Winter wind, sleet, hail, rain and just plain cold nasty weather combines with big rivers and elusive steelhead to make one of the most challenging fly fishing endeavors ever; so often this drudgery of winter we gear up to fish down. Sometimes amid the heavy layers of fleece, long underwear gloves and heavy sink tips we just need to lighten up to achieve the most effective swing. Big flies, Skagit fly lines and big sink tips get to be a lot of work over the course of a bundled up day in the chill of winter and often they don’t have to be. Many times a lighter approach is much more effective.
Geared up for dredging Tim worked through the run- his 12′ of T-14 grinding the weighted fly through the rocks and really getting down. His big mends and slowed swing style would ensure his fly got deep. However, what Tim found was no matter how carefully he worked his fly across he kept getting snagged up; either mid-way through the swing or almost always at the end of the swing. Thrashing against another snagged fly his frustration level was through the low hanging clouds around him. Meanwhile, just down river on the next run his buddy Matt worked through a similar run with smooth easy casts and effortless swings. Occasionally he ticked a rock at the end of his swing with his lightly weighted fly combined with a 10′ T-8 sink tip. To adjust he simply added a bit more swing speed to the end of the swing and twitched his fly to give it a little lift at the conclusion of the swing.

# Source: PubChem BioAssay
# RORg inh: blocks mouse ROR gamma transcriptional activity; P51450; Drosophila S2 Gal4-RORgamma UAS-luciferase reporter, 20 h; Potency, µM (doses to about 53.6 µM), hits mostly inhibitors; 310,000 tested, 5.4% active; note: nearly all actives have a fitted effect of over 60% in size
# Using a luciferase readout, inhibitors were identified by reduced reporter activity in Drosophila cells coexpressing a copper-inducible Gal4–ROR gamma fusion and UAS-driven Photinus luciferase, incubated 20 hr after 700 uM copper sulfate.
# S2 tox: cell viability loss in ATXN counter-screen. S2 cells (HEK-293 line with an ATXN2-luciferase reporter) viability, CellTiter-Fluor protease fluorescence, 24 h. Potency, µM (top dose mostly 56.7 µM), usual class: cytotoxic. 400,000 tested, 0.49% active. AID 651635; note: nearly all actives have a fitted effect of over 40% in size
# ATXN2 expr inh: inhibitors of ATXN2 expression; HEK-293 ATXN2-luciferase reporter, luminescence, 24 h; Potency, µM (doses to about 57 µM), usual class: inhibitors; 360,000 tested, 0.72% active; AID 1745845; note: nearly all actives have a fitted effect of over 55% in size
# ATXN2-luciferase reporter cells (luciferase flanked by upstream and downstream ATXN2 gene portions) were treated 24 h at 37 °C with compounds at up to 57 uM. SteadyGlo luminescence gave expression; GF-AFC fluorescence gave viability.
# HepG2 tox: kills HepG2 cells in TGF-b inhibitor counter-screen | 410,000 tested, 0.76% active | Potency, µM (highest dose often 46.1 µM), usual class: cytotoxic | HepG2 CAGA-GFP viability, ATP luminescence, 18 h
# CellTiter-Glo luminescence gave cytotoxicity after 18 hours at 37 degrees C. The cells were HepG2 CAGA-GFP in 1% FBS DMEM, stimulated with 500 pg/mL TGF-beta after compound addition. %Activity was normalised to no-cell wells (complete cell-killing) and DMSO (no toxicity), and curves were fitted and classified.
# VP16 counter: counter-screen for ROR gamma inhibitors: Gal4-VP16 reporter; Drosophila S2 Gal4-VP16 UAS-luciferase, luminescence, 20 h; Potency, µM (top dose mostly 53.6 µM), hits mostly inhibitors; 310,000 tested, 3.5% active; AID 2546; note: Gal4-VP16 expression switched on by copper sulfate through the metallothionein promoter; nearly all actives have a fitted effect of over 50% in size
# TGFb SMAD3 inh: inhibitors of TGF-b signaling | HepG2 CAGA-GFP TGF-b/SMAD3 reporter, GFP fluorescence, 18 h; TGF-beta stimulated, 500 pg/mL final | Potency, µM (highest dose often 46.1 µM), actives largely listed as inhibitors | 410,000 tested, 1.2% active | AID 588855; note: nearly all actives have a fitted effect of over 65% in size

The contrast in approach with these two anglers varies widely as often angler success does. Sometimes by simply lightening your sink tip you’ll achieve a much more effective swing. Lighter tips allow you to fish softer water edges where steelhead in chilly water are often resting. Less snags also produces better- thrashing the water trying to retrieve snagged flies will often spook steelhead and diminish your chances especially in clear water situations. Lighter sink tips are easier and more forgiving to cast as well- the translation being; better casts cover more water and therefore produce more.
All in all the goal for winter steelhead swing fishing is balancing the sinktip, fly weight and your swing speed to each piece of water with the goal of getting your fly half the depth of the water. To see more tips and tricks for winter spey fishing check out our 90 minute DVD- Winter Spey Strategies.